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19 January 2009 Automatic white balance: whitebalPR using the dichromatic reflection model
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The current color constancy methods are based on an image processing of the sensor's RGB data to estimate the color of illumination. Unlike previous methods, whitebalPR measures the illuminant by separating diffuse and specular components in a scene by taking advantage of the polarizing effect occurring to light reflection. Polarization difference imaging (PDI) detects the polarization degree of the neutrally reflected (specular) parts and eliminates the remitted (diffuse) non-polarized colored parts. Different experiments explore the signal level within the polarization difference image in relation to multicolored objects, different object surfaces and to the arrangement of light source, camera and object. The results exhibit a high accuracy of measuring the color of illumination for glossy and matte surfaces. As these setups work best for achromatic objects, this new approach for data analysis combines the ideas of the dichromatic reflection model (DRM) and whitebalPR and delivers reliable results for mainly colored objects. Unlike the DRM needs to segment the image referring to the objects in the scene, the new proposal (polarization difference line imaging, PDLI) is independent from any knowledge of the image content. A further arbitrarily segmentation of the image into macro-pixels of any size reduces the computational effort and diminishes the impact of noise on the PDI signal. An according experiment visualizes the coherency between the size of the macro-pixels, the angle of incidence and the accuracy of the process. To sum up, by means of the segmentation the PDLI process gains further stabilization in detecting the color of the illuminant while the computational effort decreases.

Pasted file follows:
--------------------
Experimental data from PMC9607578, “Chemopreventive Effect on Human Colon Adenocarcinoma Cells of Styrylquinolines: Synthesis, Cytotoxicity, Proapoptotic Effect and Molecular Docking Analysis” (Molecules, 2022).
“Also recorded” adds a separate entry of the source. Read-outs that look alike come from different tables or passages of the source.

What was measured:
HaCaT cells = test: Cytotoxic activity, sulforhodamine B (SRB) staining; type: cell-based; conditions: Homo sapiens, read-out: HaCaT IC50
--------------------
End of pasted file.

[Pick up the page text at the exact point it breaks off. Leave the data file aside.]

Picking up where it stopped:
© (2009) COPYRIGHT Society of Photo-Optical Instrumentation Engineers (SPIE). Downloading of the abstract is permitted for personal use only.
Matthias Sajjaa and Gregor Fischer "Automatic white balance: whitebalPR using the dichromatic reflection model", Proc. SPIE 7250, Digital Photography V, 72500D (19 January 2009);


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